While the White House celebrates the capture of accused Times Square bomber Faisal Shahzad, some of the people most involved in fighting terrorism in the United States are very, very worried.
On Wednesday, White House spokesman Robert Gibbs rejected the suggestion that Shahzad's ability to travel to and from Pakistan, train with the Taliban, and place a car bomb in the heart of New York City represented a “systemic failure” of the nation's security agencies. (That's what President Obama said happened in the case of Detroit Christmas Day bomber Umar Farouk Abdulmutallab.)
Far from seeing failure, Gibbs saw reason for celebration. Shahzad was found quickly, he pointed out, with federal, state and local authorities working together. “So in many ways, we want to celebrate the success of, rightly so, of what law enforcement was able to do,” Gibbs said.
Tell that to Rep. Peter Hoekstra, the ranking Republican on the House Intelligence Committee. “These guys continue to be in denial,” Hoekstra says of the White House. “We're just a couple of smart people away from having 300, 400, 500 Americans killed. We have to express our appreciation to the FBI and the New York Police Department for capturing this guy, but our focus should be on how he got to Times Square and almost blew up an SUV loaded with explosives. That's not success in my book. Success would have been identifying this guy and making sure he didn't get to Times Square.”
Particularly troubling to Hoekstra and other committee Republicans is the confusion over what U.S. authorities did or did not know about Shahzad before the bombing attempt. The New York Times reported that in 2004, after Shahzad sold a condominium, agents from the government's Joint Terrorism Task Force questioned the buyer about Shahzad. There have also been reports that Shahzad was in e-mail contact with radical Islamists abroad and was on a Department of Homeland Security travel watch list. But still other reports say American officials knew nothing about him.
What's the truth? “It's hard to believe that with this guy's profile, he didn't leave some kind of footprints in Pakistan that you would hope that we picked up somewhere along the line,” Hoekstra says.
In other recent terrorist incidents, we learned from post-attack investigations that U.S. officials knew about the perpetrators beforehand. In the case of the Fort Hood shooting that left 13 people dead, officials knew Maj. Nidal Hasan had exchanged e-mails with radical Yemeni cleric Anwar al Awlaki, had written Internet postings justifying Muslim suicide bombings and had made troubling statements to co-workers. Yet even after Hasan went on his murderous rampage, President Obama was slow to publicly recognize the attack as Islamist violence and the Pentagon later tried to whitewash the story in its official report.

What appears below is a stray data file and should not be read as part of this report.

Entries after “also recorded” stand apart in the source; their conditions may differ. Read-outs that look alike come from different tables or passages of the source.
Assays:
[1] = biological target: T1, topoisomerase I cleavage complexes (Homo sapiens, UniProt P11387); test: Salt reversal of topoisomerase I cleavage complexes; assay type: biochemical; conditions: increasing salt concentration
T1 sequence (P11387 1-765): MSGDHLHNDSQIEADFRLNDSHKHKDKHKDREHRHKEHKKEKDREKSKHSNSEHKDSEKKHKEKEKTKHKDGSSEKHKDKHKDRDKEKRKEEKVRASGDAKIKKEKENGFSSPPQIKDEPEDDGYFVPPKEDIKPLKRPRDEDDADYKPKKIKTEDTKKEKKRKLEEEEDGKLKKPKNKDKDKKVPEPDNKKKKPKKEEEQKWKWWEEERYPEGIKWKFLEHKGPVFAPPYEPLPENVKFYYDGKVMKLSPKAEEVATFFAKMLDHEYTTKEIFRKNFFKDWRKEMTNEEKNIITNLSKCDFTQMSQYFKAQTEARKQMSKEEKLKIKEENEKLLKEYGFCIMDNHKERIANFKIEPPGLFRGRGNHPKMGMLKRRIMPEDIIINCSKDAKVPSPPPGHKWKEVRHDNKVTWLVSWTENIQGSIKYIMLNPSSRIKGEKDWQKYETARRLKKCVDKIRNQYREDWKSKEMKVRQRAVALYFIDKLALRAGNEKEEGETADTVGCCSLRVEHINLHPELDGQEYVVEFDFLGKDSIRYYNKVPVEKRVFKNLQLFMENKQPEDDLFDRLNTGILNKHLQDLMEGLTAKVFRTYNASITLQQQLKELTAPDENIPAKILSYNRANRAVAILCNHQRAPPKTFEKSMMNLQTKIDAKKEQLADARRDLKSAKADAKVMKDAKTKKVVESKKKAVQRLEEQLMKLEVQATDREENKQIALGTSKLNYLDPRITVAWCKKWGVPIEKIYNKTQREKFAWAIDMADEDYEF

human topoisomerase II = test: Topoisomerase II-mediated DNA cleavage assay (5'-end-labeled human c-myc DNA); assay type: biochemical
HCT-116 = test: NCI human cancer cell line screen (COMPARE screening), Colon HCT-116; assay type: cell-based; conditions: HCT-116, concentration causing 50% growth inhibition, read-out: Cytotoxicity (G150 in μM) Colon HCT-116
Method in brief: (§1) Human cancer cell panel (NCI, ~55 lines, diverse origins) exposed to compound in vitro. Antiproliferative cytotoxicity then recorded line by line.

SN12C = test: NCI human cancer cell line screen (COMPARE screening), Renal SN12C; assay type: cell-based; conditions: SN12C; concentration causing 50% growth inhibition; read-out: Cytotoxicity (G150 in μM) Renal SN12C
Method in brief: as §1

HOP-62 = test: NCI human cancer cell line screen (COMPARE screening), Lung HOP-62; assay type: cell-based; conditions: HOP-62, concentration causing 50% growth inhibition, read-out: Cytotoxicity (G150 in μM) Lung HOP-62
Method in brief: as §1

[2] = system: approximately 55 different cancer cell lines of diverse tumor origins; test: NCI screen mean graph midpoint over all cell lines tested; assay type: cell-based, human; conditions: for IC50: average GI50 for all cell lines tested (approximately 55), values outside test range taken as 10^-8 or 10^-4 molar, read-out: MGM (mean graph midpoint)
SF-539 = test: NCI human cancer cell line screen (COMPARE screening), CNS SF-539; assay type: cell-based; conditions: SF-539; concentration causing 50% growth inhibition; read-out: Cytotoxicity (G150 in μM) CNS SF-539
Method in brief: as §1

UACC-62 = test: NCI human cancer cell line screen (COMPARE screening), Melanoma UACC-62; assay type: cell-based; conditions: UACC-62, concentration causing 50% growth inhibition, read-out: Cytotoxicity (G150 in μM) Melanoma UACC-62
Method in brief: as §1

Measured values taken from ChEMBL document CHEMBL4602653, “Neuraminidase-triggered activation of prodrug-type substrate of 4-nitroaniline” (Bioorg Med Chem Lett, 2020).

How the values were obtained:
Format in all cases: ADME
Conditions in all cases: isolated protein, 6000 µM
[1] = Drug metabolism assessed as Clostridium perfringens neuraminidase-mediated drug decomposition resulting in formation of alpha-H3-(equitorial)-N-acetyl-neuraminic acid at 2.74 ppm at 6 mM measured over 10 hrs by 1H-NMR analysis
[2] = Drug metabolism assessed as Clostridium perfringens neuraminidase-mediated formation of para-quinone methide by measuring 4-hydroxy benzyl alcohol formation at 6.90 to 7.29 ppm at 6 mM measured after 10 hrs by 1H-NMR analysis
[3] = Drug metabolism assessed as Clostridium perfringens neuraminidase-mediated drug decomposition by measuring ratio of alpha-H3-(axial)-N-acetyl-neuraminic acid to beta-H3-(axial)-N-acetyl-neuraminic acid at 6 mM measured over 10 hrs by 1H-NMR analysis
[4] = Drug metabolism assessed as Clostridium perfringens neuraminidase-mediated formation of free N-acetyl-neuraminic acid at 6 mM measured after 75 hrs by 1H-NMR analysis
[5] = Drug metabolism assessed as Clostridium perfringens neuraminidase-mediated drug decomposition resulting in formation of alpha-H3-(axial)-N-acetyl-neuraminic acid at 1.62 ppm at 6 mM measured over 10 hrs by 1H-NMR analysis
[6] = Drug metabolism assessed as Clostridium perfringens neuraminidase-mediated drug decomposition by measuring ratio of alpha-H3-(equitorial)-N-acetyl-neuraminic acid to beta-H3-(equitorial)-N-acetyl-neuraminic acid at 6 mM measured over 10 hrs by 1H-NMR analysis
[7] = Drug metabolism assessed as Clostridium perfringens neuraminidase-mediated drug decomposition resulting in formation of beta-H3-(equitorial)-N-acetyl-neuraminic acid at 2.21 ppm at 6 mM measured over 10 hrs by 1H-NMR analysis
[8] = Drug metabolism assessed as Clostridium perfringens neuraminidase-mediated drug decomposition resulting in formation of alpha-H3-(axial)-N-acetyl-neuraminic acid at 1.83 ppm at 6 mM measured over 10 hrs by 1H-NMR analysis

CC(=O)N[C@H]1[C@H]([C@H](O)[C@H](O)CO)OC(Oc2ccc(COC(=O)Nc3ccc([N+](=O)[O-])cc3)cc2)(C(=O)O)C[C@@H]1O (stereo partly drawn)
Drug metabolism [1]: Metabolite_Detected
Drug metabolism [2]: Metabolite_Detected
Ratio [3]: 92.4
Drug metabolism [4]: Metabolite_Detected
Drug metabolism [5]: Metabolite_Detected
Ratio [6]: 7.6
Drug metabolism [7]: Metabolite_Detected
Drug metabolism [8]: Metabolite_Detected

After the Christmas Day airline bombing attempt, we learned that U.S. officials had received a tip from Abdulmutallab's father about his son's extremist views, that Abdulmutallab's name had been in a terrorist database and that U.S. officials knew he had been trained in Yemen.
Now there is Shahzad. While the White House suggests that Americans “celebrate” his capture, Hoekstra and fellow Republicans on the House Intelligence Committee are growing increasingly frustrated about what they see as the administration's refusal to tell Congress what's going on. On Wednesday, all nine Republican members sent a letter to Obama protesting what they called the White House's deliberate withholding of critical national security information.
“A clear pattern has emerged,” the GOP lawmakers wrote, “of the administration refusing to provide requested briefings or information or to engage with us despite repeated requests on issues such as Guantanamo, the Fort Hood attack, the Christmas Day attack, Yemen, critical issues involving the [foreign intelligence surveillance court], and now the Times Square attack.”
Obama has made a new approach to terrorism one of the key features of his presidency. He no longer calls the nation's anti-terror effort the War on Terror. He has reached out to the Muslim world. He has banned what the Bush administration called “enhanced interrogation techniques.” He has vowed to close Guantanamo and supports granting full American constitutional rights to foreign terrorists.
Yet the attacks and attempted attacks continue. And everyone knows it was luck, and not anti-terror work, that prevented American deaths on Christmas Day and in Times Square. Republicans want to know what went wrong and are becoming increasingly angry at a White House that is keeping details of the case to itself.
Byron York, the Examiner's chief political correspondent, can be contacted at firstname.lastname@example.org. His column appears on Tuesday and Friday, and his stories and blog posts appears on www.ExaminerPolitics.com ExaminerPolitics.com